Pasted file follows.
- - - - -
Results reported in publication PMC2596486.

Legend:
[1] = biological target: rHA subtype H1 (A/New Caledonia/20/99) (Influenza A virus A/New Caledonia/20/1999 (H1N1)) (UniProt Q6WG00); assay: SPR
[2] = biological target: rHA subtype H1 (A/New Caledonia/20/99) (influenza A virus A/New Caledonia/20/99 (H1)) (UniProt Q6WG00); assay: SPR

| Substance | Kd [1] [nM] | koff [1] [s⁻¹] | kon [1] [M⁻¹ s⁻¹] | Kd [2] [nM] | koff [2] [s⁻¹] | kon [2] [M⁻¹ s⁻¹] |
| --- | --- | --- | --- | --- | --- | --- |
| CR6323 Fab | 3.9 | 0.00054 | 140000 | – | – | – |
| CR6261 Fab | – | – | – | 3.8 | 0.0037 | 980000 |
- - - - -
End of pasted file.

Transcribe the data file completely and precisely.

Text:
Results reported in publication PMC2596486.

Legend:
[1] = biological target: rHA subtype H1 (A/New Caledonia/20/99) (Influenza A virus A/New Caledonia/20/1999 (H1N1)) (UniProt Q6WG00); assay: SPR
[2] = biological target: rHA subtype H1 (A/New Caledonia/20/99) (influenza A virus A/New Caledonia/20/99 (H1)) (UniProt Q6WG00); assay: SPR

| Substance | Kd [1] [nM] | koff [1] [s⁻¹] | kon [1] [M⁻¹ s⁻¹] | Kd [2] [nM] | koff [2] [s⁻¹] | kon [2] [M⁻¹ s⁻¹] |
| --- | --- | --- | --- | --- | --- | --- |
| CR6323 Fab | 3.9 | 0.00054 | 140000 | – | – | – |
| CR6261 Fab | – | – | – | 3.8 | 0.0037 | 980000 |